Here, we were pampered with shaded loungers and towel service. And I thought we’d left our life of luxury behind in Singapore! It was definitely a nice change.

It was a long stretch of beach, like Praia da Rocha but without the rocks. 

6) Praia do Tunel in Albufeira is just a short walk from the narrow alleys of the old town and the main tourist hub which is the praca (plaza).

This was the most unique beach walk for me. You stroll along a long, whitewashed promenade lining the cliffs, until you get to the very end of the bay and are rewarded with this panorama.

There’s also an elevator that goes right down to the beach. Marlon and I decided to skip the sun-worshipping that day and just headed back to the old town after soaking up the view.

7) Praia Sao Rafael between Sesmarias and Albufeira was our last beach before we bid the Algarve goodbye. It’s located in what seemed to be an affluent neighborhood, so it had its own resort-quality paved parking lot, beach bar, shower and toilet facilities, and even its own logo. 

It was also small and cozy, like Praia do Camilo. Marlon and I had decided that these small coves were more to our liking. Somehow they end up having more to see and explore… more character.

By this time I had already gotten used to the icy waters of the Atlantic, so this was the beach I enjoyed the most. Huge crashing waves can be fun!

If I can only keep coming back to beaches like these, maybe I won’t miss home too much! ;)

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The trip that almost never was

Our trip to the Algarve, Portugal was never supposed to happen. Two months ago, Marlon and I had booked an Easter trip to Istanbul and were super duper excited about it. Then, a week before we were set to fly, I got a text from my sister:
“How long did it take you to get your Turkish visa?”

Wait a minute. VISA?!?!?

Surprise surprise! Turkey is not on the list of Schengen states, as I had so wrongly assumed. I can’t blame the Filipino passport curse for this, though—I really should have double-checked. After a midnight panic-fueled flurry of surfing, Marlon and I decided that the easiest thing to do would be to rebook the Istanbul flight to October (making it a birthday getaway instead) and find a new place to go. Just a week before Easter, this was not the easiest thing to do as prices were high and most accommodations were fully booked.

We decided on Faro in the Algarve region of Portugal because a) we found relatively affordable flights leaving Black Saturday, b) accommodations at some top-rated places on Tripadvisor were still available, and c) Portugal is the home of peri-peri chicken, which we first fell in love with at Nando’s in Singapore (it’s a South African franchise though). Other than that, we didn’t know much about the Algarve, except that it was a coastal region in the south of Portugal, with tons of beaches on the Atlantic Ocean.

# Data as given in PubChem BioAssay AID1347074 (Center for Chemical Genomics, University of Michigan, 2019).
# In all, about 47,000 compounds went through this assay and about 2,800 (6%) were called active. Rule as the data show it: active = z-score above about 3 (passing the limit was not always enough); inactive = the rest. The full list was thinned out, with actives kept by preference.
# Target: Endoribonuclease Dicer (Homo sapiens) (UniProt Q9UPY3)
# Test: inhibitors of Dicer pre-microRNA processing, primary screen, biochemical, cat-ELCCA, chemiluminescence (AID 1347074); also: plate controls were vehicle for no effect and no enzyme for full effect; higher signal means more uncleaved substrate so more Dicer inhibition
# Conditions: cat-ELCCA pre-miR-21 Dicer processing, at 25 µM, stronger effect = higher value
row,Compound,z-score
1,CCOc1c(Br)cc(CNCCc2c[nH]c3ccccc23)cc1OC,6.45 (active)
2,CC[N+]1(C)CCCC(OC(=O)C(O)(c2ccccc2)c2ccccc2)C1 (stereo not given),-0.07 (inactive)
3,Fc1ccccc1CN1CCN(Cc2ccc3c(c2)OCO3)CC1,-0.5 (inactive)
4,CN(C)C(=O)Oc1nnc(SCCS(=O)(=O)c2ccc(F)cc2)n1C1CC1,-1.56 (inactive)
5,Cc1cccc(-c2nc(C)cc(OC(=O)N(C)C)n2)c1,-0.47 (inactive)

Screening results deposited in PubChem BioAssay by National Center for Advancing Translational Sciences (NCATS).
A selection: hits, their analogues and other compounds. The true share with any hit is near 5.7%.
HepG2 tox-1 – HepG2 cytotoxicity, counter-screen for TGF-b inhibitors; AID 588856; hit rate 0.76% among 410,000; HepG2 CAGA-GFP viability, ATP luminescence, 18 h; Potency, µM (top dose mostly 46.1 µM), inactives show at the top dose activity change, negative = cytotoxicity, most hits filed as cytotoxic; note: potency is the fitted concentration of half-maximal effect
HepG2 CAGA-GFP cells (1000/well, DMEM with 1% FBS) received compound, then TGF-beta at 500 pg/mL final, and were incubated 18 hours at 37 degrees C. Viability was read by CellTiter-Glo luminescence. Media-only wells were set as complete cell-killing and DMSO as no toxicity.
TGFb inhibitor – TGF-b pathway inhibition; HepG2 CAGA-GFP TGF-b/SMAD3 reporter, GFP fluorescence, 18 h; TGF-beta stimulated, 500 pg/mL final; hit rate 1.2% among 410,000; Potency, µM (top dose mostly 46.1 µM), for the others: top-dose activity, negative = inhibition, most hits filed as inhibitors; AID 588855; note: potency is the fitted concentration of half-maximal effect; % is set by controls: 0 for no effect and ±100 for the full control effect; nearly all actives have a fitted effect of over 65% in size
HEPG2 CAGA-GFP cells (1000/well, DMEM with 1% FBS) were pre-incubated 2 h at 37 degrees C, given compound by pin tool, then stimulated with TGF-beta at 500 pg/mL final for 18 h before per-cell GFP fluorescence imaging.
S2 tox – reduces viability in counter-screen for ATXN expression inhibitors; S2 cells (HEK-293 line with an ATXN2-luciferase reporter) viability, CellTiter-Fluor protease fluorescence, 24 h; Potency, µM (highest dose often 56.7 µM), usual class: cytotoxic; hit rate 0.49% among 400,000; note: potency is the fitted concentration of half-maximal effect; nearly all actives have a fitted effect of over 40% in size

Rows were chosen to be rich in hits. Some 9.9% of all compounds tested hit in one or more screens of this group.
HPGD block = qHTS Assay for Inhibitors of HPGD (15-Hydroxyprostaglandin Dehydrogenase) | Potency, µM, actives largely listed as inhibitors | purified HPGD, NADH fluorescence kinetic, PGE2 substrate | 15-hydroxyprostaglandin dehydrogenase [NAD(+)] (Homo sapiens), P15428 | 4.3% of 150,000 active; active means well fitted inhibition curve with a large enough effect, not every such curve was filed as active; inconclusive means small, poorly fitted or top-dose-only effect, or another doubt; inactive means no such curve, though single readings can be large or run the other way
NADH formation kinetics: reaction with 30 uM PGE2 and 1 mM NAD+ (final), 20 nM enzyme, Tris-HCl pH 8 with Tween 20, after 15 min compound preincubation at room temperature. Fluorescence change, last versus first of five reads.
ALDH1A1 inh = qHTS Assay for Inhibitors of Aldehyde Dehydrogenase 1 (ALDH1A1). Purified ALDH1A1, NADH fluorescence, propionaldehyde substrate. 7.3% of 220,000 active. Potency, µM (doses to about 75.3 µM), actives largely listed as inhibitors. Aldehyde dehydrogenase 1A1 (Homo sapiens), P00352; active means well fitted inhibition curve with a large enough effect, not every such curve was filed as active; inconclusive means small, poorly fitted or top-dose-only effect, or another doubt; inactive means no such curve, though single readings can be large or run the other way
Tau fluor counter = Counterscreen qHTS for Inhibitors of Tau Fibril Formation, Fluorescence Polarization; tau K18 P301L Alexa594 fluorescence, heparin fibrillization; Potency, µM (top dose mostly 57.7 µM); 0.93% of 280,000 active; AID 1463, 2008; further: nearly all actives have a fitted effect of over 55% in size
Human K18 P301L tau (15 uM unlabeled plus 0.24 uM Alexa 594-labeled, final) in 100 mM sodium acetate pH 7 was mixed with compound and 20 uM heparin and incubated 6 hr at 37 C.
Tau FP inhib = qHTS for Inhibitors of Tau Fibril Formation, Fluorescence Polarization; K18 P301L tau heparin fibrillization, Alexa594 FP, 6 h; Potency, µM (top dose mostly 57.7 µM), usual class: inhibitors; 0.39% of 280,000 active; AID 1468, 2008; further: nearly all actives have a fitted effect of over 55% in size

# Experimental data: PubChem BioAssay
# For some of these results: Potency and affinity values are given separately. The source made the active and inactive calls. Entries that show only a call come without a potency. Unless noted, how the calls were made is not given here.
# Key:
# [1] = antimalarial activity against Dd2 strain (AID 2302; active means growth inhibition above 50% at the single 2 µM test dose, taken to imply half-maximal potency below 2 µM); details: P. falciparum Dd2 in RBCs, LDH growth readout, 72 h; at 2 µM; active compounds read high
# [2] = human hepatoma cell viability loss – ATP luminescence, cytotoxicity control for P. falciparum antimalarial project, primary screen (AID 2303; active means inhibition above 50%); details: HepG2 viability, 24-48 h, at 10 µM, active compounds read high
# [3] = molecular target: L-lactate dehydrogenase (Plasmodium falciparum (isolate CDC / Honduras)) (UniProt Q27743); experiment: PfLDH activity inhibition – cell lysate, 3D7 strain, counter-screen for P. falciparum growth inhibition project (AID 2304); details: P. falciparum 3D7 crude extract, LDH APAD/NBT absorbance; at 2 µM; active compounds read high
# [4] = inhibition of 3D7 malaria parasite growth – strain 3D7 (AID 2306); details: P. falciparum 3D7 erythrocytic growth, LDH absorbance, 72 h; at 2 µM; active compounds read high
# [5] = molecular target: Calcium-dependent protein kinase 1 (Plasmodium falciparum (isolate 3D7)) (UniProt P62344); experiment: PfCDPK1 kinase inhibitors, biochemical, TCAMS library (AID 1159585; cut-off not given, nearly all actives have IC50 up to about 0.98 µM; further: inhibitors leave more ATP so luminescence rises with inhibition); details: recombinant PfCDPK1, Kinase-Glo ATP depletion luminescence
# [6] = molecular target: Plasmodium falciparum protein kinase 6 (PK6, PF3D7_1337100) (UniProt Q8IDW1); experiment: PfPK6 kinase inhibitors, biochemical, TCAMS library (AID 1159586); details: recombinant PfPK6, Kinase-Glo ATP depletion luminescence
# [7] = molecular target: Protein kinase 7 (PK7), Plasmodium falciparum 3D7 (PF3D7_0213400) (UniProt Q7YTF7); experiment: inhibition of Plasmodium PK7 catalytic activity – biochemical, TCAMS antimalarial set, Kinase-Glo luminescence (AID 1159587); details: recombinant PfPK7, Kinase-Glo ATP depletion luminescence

Definitely sounded better than showing up in Istanbul without a visa! It turned out to be a fabulous decision. Our five days in the Algarve were simply made of awesomeness. Well, save for one really bad tourist lunch….

And the decisions upon decisions we had to make! The Algarve offers such an overwhelming array of options that we were constantly agonizing over where to go and what to do. Did we want to:

Hit one of the Algarve’s 150+ beaches (!!!) and enjoy some sun?

See Moorish castles and forts?

Explore the colorful alleys of some pretty old town?

Enjoy a scenic drive?

Head up to the mountains for some cool air and gorgeous views?

Spend an entire morning lazing around in our hotel room? (Thanks to my sister for her Starwood points!)

Hunt down some hard-to-find hole in the wall with the promise of great local cuisine?

As you can tell from this random sampling of photos, Marlon and I were practically paralyzed every morning trying to decide on an itinerary for the day, then going back and forth and changing our minds every few hours. But that’s not such a bad problem to have, as far as vacation problems go!

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Away for now

I have tons of kwento and photos from my awesome weekend in Switzerland. But they will have to wait because the next few days will be very busy! My sister is arriving in about an hour from Oslo, and we will be amassing more kwento and photos over the next few days. I’m excited to have someone to explore Amsterdam with while Marlon is at work, not least because I know she won’t mind some shopping in between all the parks and museums.

After she leaves next week, I have a couple of days to recover and get ready for our next trip: our Easter getaway to the Algarve region in Portugal. It was a last-minute decision and I don’t know much about the area, but I’m excited because of two things: 25℃ and piri-piri chicken!

Anyway, hopefully sometime in that two-day lull, I can turbo-blog and share my adventures in the Alps (yodelei-hee-hooo!) and around Amsterdam. Till then, I’m taking a little break from blogging to go and live life! Toodleloo!